BG company: Ohio wastes water test money:


A Bowling Green company claims state government is wasting taxpayer money in the way it tests lakes for toxic algae.

Ohio agencies will spend millions this year to test and clean up public lakes. But one company claims it can do it better, faster, and cheaper.

The Ohio EPA and other state agencies will spend roughly $200,000 this year to test just a dozen of nearly 450 lakes. Blue Water Satellite in Bowling Green says it can do them all with some cutting-edge satellite technology, but they’re having trouble convincing the Kasich administration.

Ohio EPA technicians showed up Monday at Olander Park to take water samples. They told a worker lake quality test results will be known sometime next year, after sending the samples to an out-of-state lab.

"That mystifies me. That absolutely does because satellite goes over on Monday, we get the data on Tuesday, so we can report the condition of that lake on Wednesday," said Jim Harpen, marketing director at Blue Water Satellite. “It’s more information, it’s faster information, it’s better information, and it costs a heck of a lot less."

Blue Water Satellite uses federal government satellite imagery and algorithms the company developed to pinpoint not only where a toxic algae bloom may be, but how bad it is. Yellow, orange and red images mean trouble.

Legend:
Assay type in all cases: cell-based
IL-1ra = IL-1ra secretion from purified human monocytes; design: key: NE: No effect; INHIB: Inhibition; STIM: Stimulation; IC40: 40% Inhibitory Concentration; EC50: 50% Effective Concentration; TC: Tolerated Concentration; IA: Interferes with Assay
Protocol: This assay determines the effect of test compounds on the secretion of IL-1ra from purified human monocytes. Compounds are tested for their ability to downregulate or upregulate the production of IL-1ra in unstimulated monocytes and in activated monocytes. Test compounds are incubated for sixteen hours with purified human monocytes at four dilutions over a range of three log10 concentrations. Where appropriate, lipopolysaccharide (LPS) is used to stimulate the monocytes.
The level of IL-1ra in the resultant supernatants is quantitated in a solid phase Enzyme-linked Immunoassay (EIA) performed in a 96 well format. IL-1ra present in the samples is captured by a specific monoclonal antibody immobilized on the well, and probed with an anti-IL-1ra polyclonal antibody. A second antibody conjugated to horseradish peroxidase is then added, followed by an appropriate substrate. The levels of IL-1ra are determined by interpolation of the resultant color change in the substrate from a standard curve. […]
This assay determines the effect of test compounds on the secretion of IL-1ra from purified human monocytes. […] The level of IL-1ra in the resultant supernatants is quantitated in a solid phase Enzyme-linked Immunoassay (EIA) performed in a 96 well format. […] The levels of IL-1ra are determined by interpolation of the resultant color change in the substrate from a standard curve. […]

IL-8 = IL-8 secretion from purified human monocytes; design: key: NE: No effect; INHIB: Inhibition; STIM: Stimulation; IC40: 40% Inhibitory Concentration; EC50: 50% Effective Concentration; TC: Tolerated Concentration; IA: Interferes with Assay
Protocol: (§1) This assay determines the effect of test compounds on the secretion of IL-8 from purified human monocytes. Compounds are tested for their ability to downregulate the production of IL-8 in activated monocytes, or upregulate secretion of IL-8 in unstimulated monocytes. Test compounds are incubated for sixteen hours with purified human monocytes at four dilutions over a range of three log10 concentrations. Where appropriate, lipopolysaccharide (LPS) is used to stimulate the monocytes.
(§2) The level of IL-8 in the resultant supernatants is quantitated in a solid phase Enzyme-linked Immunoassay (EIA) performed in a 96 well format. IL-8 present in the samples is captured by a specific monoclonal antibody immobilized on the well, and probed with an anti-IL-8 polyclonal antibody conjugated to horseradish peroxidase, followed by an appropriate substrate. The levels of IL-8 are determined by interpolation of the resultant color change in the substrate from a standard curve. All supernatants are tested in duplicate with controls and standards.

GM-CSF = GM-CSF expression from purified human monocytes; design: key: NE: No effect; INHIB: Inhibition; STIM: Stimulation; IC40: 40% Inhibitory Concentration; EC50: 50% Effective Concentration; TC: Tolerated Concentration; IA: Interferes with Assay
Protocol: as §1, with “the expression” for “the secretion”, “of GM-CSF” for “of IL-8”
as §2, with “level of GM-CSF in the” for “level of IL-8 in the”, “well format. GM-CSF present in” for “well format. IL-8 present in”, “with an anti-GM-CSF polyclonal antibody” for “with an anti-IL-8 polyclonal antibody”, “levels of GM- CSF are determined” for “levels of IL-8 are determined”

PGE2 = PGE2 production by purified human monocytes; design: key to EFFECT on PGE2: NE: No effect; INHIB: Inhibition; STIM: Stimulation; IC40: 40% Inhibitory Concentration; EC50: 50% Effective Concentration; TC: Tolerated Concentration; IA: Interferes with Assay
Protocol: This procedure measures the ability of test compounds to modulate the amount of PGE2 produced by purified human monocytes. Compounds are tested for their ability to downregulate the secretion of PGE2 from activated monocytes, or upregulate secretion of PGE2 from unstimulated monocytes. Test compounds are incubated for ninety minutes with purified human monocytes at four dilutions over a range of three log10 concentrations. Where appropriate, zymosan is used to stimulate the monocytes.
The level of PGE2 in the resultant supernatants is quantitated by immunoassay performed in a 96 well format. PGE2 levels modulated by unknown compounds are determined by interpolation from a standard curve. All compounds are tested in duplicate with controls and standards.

"The stuff is toxic,” said Harpen. “It’s very toxic."

E-coli bacteria has been cause for concern at Maumee Bay State Park’s beaches for years. But cyanobacteria, which causes algae blooms, is increasingly showing up in the western basin of Lake Erie.

"It causes liver damage, kidney damage, nerve damage," explained Harpen “It has been tied to Parkinson’s disease, Alzheimer’s, and Lou Gehrig’s disease.”

Company officials call it a common sense solution to a serious problem, but only time will tell if Blue Water can convince state officials.

"At the very least, the data we can provide them can help them direct their limited resources, their limited dollars to the lakes that have a problem," said Harpen.

Grand Lake St. Marys in western Ohio developed a toxic algae bloom so bad it closed the lake last year, costing that region an estimated $160 million in tourism. A few pets died after coming in contact with the algae blooms and several people got sick.

The state is spending $5 million to clean it up – a situation Blue Water says is preventable and cheaper elsewhere.

By Kevin Milikin, Fox Toledo News Reporter